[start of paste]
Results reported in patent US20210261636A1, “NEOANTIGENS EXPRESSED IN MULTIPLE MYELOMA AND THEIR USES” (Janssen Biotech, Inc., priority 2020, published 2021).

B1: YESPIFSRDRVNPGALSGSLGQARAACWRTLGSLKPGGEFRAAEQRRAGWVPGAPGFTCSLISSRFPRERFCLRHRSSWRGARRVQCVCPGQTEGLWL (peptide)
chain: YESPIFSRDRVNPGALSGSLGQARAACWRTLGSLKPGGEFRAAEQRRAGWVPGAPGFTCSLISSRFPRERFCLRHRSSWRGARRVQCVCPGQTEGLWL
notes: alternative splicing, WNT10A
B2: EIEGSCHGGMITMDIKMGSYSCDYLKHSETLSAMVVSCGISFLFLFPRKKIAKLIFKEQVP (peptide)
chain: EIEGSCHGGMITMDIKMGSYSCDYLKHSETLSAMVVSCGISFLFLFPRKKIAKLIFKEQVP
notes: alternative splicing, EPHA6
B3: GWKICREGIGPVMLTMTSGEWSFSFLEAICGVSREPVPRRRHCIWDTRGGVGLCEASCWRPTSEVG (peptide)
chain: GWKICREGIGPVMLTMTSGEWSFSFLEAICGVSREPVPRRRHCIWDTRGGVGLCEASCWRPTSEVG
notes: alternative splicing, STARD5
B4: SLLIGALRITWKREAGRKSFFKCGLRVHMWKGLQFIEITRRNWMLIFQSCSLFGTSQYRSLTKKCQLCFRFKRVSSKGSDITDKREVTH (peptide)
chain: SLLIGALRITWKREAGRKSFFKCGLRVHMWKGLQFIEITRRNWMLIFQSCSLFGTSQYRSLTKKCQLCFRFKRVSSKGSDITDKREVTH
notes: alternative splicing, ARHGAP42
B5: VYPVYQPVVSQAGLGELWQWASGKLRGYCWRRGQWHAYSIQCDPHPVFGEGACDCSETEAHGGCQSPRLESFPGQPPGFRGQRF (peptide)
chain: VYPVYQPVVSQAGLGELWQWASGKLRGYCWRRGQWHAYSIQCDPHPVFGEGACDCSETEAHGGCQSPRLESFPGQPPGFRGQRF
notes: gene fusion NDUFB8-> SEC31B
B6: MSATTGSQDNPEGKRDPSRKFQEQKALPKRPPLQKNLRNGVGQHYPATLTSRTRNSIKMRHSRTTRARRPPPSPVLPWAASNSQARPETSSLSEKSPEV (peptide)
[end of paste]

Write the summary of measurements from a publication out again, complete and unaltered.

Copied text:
Results reported in patent US20210261636A1, “NEOANTIGENS EXPRESSED IN MULTIPLE MYELOMA AND THEIR USES” (Janssen Biotech, Inc., priority 2020, published 2021).

B1: YESPIFSRDRVNPGALSGSLGQARAACWRTLGSLKPGGEFRAAEQRRAGWVPGAPGFTCSLISSRFPRERFCLRHRSSWRGARRVQCVCPGQTEGLWL (peptide)
chain: YESPIFSRDRVNPGALSGSLGQARAACWRTLGSLKPGGEFRAAEQRRAGWVPGAPGFTCSLISSRFPRERFCLRHRSSWRGARRVQCVCPGQTEGLWL
notes: alternative splicing, WNT10A
B2: EIEGSCHGGMITMDIKMGSYSCDYLKHSETLSAMVVSCGISFLFLFPRKKIAKLIFKEQVP (peptide)
chain: EIEGSCHGGMITMDIKMGSYSCDYLKHSETLSAMVVSCGISFLFLFPRKKIAKLIFKEQVP
notes: alternative splicing, EPHA6
B3: GWKICREGIGPVMLTMTSGEWSFSFLEAICGVSREPVPRRRHCIWDTRGGVGLCEASCWRPTSEVG (peptide)
chain: GWKICREGIGPVMLTMTSGEWSFSFLEAICGVSREPVPRRRHCIWDTRGGVGLCEASCWRPTSEVG
notes: alternative splicing, STARD5
B4: SLLIGALRITWKREAGRKSFFKCGLRVHMWKGLQFIEITRRNWMLIFQSCSLFGTSQYRSLTKKCQLCFRFKRVSSKGSDITDKREVTH (peptide)
chain: SLLIGALRITWKREAGRKSFFKCGLRVHMWKGLQFIEITRRNWMLIFQSCSLFGTSQYRSLTKKCQLCFRFKRVSSKGSDITDKREVTH
notes: alternative splicing, ARHGAP42
B5: VYPVYQPVVSQAGLGELWQWASGKLRGYCWRRGQWHAYSIQCDPHPVFGEGACDCSETEAHGGCQSPRLESFPGQPPGFRGQRF (peptide)
chain: VYPVYQPVVSQAGLGELWQWASGKLRGYCWRRGQWHAYSIQCDPHPVFGEGACDCSETEAHGGCQSPRLESFPGQPPGFRGQRF
notes: gene fusion NDUFB8-> SEC31B
B6: MSATTGSQDNPEGKRDPSRKFQEQKALPKRPPLQKNLRNGVGQHYPATLTSRTRNSIKMRHSRTTRARRPPPSPVLPWAASNSQARPETSSLSEKSPEV (peptide)